|Reviews of Jenex, Eplex, and ProSki rollerskis|
I have had my Marwe 610 rollerskis for about 3 weeks and I have skied about 150kms on them. I have found these freestyle rollerskis simulate the real thing better than other freestyle rollerskis I have used.
Most of the rollerskiing I do is in the footshills west of Denver where (surprisingly) you will see more bicycles than cars, making for some ideal spots to ski. The terrain is mostly hills and the road surface ranges from smooth to rough.
Marwe rollerskis are imported from Finland by Finn Sisu out of Minnesota. Initially I was concerned about my weight (83-87kg) exceeding the capacity of the Marwes (they recommend a max 85kg limit - about 187 pounds). I contacted Finn Sisu and they assured me that my weight would not be a problem. They stated that they have many skiers around the country in the 185-200lb range skiing on the 610s.
I ordered my skis predrilled and I mounted the bindings. Mounting was straight forward. I found that threading the holes with the binding screws first (before mounting bindings) made the process much easier and insured the screws would go in straight when mounting the bindings.
The first thing that caught my attention when I tried the skis was the snow-like feel they have. When the ski is compressed the honeycomb shaft flexes somewhat like a snow ski. This also dampens much of the road vibration that a aluminum ski will not.
The wheels are 105x25mm. They roll over most road debris I encounter. After 150 km the wear on the wheels (or lack thereof) is good. The front and back wheels wear fairly evenly. I think this is due to where Finn Sisu places the binding - more forward than what Marwe recommends. My old skis have the bindings mounted closer to the rear wheel, and I did not get even wheel wear.
Marwe wheels come in four different rolling resistances (I think Finn Sisu only offers medium): very low, low, medium, great. The medium friction wheels produce a snow-like speed on all terrain.
The rollerskis seem fairly durable. My one concern is the bottom of the ski does make contact with the pavement when edging off the ski on occasion. The ski has a protective plastic runner on the bottom, but as the tires wear and the ski clearance is lowered, the ski is more likely to scrape the pavement and damage the shaft.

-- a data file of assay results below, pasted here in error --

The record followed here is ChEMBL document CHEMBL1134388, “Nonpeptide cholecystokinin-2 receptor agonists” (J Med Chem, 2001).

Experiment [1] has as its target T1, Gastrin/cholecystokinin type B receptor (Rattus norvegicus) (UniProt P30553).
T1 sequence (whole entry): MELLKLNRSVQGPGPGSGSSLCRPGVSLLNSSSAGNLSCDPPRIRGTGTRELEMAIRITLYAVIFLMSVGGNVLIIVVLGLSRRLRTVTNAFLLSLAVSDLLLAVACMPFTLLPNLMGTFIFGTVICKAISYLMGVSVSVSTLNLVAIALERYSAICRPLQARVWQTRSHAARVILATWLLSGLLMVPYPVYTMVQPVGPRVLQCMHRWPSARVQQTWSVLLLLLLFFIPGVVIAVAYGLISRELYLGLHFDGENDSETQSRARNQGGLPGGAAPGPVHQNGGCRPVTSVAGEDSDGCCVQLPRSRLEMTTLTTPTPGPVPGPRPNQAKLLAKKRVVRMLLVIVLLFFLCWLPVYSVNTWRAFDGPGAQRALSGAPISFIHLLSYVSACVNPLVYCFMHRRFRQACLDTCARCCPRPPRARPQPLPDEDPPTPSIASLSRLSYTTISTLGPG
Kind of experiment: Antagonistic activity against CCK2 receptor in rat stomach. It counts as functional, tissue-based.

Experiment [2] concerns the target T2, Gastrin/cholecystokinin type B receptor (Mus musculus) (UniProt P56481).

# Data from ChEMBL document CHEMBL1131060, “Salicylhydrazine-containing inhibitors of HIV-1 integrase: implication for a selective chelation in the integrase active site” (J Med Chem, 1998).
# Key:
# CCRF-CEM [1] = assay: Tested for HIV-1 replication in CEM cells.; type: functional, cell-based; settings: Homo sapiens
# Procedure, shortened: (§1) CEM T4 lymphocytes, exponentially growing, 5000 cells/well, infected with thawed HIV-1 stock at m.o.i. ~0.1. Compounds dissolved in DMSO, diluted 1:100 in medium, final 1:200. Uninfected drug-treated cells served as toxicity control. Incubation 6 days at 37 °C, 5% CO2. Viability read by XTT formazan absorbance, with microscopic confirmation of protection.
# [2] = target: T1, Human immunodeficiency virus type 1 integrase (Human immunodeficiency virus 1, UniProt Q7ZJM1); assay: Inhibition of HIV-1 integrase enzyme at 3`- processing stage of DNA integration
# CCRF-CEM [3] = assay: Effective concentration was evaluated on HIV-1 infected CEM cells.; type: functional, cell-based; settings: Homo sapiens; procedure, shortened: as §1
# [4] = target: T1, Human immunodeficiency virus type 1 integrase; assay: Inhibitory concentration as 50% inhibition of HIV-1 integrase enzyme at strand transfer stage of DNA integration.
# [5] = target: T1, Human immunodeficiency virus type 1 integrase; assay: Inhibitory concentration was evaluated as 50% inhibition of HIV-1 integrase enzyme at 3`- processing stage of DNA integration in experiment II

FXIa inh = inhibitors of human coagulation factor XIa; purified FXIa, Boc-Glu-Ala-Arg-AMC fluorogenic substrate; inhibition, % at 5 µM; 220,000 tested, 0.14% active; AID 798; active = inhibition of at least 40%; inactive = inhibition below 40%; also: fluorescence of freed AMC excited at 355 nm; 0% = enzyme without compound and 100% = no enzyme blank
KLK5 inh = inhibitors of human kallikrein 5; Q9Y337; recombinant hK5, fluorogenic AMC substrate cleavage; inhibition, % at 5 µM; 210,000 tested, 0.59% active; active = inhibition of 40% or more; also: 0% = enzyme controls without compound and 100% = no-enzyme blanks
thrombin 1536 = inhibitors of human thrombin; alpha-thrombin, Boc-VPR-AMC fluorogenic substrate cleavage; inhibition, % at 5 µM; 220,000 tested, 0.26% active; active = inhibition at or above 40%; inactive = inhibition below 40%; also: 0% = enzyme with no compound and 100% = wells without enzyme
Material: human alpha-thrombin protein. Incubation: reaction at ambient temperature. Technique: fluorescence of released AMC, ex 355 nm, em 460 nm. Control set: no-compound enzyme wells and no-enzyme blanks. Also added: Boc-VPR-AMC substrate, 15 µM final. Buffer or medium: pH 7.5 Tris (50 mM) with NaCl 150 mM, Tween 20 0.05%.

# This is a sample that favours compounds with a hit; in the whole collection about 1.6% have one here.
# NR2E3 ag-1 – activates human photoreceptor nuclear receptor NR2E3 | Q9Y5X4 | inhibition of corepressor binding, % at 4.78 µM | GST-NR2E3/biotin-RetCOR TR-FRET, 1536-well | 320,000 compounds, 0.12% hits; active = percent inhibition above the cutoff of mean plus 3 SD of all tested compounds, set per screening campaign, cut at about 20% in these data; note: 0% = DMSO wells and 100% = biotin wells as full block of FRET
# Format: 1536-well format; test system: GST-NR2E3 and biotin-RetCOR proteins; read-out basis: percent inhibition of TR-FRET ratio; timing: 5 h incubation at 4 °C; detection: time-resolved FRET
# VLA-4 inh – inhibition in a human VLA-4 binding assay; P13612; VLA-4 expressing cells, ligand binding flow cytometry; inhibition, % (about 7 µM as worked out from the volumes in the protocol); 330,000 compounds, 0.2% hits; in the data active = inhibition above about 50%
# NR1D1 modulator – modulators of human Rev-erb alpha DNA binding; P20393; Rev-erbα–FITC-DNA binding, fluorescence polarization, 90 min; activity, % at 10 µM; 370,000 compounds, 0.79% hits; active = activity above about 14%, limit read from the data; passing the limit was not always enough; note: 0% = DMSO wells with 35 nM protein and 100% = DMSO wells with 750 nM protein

Marwe rollerskis come with plastic mudguards which can be removed if so desired. I have not used them in the rain yet so I cannot comment on their effectiveness in keeping wheel spray at a minimum. The mudguards are effective by keeping the skis free of dirt/grit which can damage the binding if it gets trapped under the boot.
There is one setback - No speed reducer/brake. Speed control has been somewhat of a problem. Hills are manageable. Anything less than a 5% grade can be controlled with a wide snow-plow. A steep hill takes a while to negotiate.
Overall, I highly recommend as an effective training device to simulate Nordic freestyle skiing. 4.5/5 stars
Comparing the Marwe 610 with other Rollerskis
I've rollerskied on Jenex V2 Aero 125s, Jenex V2 940 Combis, Elpex F1, homemade rollerskis. All have aluminum shafts and the main differences between the rollerskis was the wheels - size, speed, pneumatic or hard/soft rubber, etc. A large percentage of my rollerskiing was done on the homemade pair and the Elpex. The other skis were demo'ed from a local outdoor/ski shop or borrowed from friends. I used scooter wheels on my homemade pair and these were quite fast compared to any other ski. The durability was quite poor, although the scooter wheels are relatively cheap. The Elpex wheels durability was quite a disappointment - I think I got 200km total - not acceptable at $75/pair. I do have two friends who ski on the Elpex's and are happy with them. They also have gotten more kms from the wheels, which may be attributed to my weight of 87 kilos. The Elpex simulated snow speed better than the homemade, but were equivalent to the V2s and Marwe. The Jenex 940 combis were pure crap to skate on vs. the others, so I would recommend you don't waste your time. Specialize your ski for each discipline. I have heard the Marwe combis are excellent because you can convert specifically to skating by removing the classic extensions, making it a pure skating rollerski. The Jenex Aero V2 125s were nice....the large wheels dampen vibration and roll over most anything within reason. The speed reducers work very well. I was not happy with the weight and the durability of the pneumatic tires. Also, my weight does exceed the recommended weight limit of the ski. With my weight and the speed reducers I could not see the tires lasting very long. The wheels also have a checkered past even when used by skiers within the weight range. I have a friend with a pair who is on the upper end of the range and he has blown out a few tires. Jenex tells him he is too heavy or is skiing "wrong". I did not consider the V2 Aero 150s because of the weight. The Marwe and the V2 125s both dampen vibration better than the other skis. The Marwes, in my opinion, feel more like snow skiing than the 125s. I'm not smart enough to explain why...probably has something to do with what part of the ski is absorbing the energy from the road.
The Marwe's flex has not had any negative influence on the skis ability to roll over rough roads. The Marwes roll as well as any of the skis. They were the most comfortable and the most quiet. The ski is stiff enough but it also has flex - like a snow ski.
There is a trade-off when deciding which rollerskis. You have the snow-like feel and the excellent wheel durability of the Marwes vs. the safety features of the V2 Aero 125's. If you train on hills and are uncomfortable without speed reduction, then I would go with the V2s. If hills are not a problem - I would recommend the Marwes.